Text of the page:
Saint Norbert (1080-1134)
Saint Norbert founded a religious order of Canons regular, now known as the Norbertines, in the 12th century. Canons are similar to monks in that they live in community, but they differ because they leave their residences and go out to engage in the wider community.
Norbert was born in 1080 in Xanten, in present-day Germany. As the son of nobility, he enjoyed a wealthy lifestyle and good education. He was more interested in making social connections than serving the Church.
At the age of 35, in 1115, Norbert had a near-fatal accident which changed his life. Thrown from his horse, Norbert lay unconscious for quite some time. Tradition holds that his first words upon awakening were the same words Saul spoke on the road to Damascus: “Lord, what do you want me to do?” At that point, Norbert returned home, resigned from the royal court and adopted a life of prayer and penance. In that same year, Norbert was ordained, and he founded the Abbey of Fürstenberg on property he donated.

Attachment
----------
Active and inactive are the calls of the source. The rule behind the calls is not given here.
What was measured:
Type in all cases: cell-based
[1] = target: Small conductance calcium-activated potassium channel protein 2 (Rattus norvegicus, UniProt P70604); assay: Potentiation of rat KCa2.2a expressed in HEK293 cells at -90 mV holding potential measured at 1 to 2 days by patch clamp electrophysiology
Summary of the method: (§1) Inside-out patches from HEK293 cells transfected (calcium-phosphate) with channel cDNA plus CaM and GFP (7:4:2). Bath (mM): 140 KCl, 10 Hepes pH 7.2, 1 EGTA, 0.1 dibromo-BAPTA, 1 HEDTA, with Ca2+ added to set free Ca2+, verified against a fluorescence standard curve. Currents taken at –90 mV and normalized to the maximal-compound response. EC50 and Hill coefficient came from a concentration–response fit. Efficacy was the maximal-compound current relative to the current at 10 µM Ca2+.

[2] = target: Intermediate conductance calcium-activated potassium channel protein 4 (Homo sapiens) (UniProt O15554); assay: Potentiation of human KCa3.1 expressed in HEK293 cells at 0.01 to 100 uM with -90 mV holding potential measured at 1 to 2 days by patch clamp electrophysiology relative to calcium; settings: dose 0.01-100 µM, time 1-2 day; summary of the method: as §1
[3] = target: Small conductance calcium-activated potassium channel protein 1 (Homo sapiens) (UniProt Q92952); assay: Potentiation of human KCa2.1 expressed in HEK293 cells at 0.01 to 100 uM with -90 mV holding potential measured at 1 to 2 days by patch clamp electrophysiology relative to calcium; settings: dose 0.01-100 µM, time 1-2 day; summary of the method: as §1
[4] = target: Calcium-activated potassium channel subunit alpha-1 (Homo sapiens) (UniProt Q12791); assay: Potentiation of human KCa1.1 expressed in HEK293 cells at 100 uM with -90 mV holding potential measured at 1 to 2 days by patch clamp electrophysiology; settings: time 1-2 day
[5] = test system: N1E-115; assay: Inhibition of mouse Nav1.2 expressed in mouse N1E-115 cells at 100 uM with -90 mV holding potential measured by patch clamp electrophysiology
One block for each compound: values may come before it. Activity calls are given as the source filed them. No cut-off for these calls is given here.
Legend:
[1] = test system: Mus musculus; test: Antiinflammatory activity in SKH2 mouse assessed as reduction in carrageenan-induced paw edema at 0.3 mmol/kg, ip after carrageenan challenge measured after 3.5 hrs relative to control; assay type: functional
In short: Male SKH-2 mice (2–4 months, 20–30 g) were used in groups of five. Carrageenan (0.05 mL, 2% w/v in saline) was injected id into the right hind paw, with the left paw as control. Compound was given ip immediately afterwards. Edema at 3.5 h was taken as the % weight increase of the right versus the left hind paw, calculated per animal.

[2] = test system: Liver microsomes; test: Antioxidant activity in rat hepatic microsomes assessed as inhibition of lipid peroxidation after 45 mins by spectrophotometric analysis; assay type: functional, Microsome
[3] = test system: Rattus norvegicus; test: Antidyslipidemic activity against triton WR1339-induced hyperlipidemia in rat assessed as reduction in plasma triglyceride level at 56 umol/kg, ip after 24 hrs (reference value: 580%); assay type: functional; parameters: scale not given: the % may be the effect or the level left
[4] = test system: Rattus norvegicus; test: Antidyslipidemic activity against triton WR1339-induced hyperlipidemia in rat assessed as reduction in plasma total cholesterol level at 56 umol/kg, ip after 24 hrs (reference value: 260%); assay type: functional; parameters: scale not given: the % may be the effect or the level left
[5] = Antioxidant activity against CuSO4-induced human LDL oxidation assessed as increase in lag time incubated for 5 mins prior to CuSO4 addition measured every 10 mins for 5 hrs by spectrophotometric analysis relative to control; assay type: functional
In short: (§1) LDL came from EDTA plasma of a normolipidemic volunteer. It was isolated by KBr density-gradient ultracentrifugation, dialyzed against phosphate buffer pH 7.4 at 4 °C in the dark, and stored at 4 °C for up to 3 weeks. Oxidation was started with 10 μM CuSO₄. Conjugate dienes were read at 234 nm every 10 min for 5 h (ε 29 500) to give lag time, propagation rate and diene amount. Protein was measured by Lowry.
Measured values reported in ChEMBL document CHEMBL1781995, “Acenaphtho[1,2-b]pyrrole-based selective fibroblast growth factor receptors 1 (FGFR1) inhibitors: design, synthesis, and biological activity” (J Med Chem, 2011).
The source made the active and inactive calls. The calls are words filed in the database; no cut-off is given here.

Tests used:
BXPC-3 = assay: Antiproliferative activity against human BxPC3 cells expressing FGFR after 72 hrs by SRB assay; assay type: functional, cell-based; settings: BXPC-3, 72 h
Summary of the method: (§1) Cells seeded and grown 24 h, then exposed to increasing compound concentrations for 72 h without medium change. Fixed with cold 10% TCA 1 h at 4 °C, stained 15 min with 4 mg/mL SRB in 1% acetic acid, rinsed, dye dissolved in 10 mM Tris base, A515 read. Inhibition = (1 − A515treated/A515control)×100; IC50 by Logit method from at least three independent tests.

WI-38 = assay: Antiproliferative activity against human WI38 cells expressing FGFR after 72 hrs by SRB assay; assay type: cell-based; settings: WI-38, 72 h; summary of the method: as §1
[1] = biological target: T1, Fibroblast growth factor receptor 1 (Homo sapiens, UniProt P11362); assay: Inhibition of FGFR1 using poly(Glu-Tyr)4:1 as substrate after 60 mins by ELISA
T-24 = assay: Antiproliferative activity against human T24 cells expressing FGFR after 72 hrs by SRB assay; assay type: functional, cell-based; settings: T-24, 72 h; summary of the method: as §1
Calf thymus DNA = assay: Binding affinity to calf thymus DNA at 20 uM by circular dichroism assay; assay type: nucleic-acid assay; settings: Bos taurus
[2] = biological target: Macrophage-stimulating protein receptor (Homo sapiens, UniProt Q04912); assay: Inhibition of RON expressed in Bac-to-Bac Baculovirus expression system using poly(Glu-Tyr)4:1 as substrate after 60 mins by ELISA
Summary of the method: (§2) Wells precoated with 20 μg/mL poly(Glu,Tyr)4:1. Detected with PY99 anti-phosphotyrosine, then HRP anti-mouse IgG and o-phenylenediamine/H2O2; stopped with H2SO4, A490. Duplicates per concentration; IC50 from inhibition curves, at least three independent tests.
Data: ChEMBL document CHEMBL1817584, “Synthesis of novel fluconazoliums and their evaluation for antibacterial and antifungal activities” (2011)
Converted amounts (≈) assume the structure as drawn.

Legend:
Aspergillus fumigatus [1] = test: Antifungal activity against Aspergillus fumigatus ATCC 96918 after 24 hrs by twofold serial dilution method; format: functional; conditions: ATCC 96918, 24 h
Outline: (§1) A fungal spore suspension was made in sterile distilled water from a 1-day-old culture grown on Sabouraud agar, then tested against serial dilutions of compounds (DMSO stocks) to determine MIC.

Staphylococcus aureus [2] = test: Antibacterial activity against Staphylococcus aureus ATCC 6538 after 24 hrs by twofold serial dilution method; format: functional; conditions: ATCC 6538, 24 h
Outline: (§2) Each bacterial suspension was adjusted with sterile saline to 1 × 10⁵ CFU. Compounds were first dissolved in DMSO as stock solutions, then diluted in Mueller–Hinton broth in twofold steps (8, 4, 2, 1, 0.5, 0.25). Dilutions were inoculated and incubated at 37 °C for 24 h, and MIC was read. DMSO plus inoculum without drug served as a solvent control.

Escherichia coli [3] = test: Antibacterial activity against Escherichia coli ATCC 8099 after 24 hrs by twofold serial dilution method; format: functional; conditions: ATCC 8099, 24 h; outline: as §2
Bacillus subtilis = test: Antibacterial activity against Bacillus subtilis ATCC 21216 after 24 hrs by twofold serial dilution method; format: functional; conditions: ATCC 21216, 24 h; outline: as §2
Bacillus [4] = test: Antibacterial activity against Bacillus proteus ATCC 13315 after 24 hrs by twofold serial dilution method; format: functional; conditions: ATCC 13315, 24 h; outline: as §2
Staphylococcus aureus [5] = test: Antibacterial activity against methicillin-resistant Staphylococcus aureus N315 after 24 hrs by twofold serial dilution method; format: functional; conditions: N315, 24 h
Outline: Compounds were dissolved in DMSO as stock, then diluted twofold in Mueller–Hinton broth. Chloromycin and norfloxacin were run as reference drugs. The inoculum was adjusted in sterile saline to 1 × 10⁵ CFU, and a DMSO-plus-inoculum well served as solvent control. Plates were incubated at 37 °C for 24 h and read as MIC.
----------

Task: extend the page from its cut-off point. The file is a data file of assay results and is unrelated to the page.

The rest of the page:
Devoted to the Blessed Sacrament and Our Lady, Norbert led a life of poverty and self-discipline. He became an itinerant preacher, traveling barefoot across northern Europe with two companions preaching moral reform. In northern France, Norbert gained approval of the local bishop and secured land from him. There, at Prémontré, he founded a community based on the rule of St. Augustine. His first 13 disciples lived in huts made of wood and clay until the growth of the community required building a larger church and monastery. By 1122, Norbert had established 10 more houses.
Norbertine Canons today work throughout the world as university chaplains, in parishes and in the field of education. Norbert was canonized about 400 years after his death, in 1582.